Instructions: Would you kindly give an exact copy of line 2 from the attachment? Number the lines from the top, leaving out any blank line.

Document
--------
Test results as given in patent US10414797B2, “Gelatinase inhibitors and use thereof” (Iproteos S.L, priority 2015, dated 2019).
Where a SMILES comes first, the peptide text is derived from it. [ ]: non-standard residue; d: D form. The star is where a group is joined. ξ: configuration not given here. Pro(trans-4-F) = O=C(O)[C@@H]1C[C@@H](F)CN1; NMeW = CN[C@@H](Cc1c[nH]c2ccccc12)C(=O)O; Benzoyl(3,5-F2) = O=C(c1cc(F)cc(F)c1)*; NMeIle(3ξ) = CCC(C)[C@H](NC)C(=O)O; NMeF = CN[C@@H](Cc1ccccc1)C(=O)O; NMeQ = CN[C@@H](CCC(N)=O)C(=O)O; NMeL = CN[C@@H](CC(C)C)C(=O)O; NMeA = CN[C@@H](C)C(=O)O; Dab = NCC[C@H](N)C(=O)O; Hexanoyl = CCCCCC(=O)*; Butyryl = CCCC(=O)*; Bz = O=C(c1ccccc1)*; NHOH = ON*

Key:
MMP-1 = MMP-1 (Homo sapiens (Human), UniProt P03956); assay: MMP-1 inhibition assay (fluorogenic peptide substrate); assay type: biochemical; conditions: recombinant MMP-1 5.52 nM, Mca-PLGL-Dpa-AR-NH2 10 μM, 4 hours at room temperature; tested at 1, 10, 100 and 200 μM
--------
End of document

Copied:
Where a SMILES comes first, the peptide text is derived from it. [ ]: non-standard residue; d: D form. The star is where a group is joined. ξ: configuration not given here. Pro(trans-4-F) = O=C(O)[C@@H]1C[C@@H](F)CN1; NMeW = CN[C@@H](Cc1c[nH]c2ccccc12)C(=O)O; Benzoyl(3,5-F2) = O=C(c1cc(F)cc(F)c1)*; NMeIle(3ξ) = CCC(C)[C@H](NC)C(=O)O; NMeF = CN[C@@H](Cc1ccccc1)C(=O)O; NMeQ = CN[C@@H](CCC(N)=O)C(=O)O; NMeL = CN[C@@H](CC(C)C)C(=O)O; NMeA = CN[C@@H](C)C(=O)O; Dab = NCC[C@H](N)C(=O)O; Hexanoyl = CCCCCC(=O)*; Butyryl = CCCC(=O)*; Bz = O=C(c1ccccc1)*; NHOH = ON*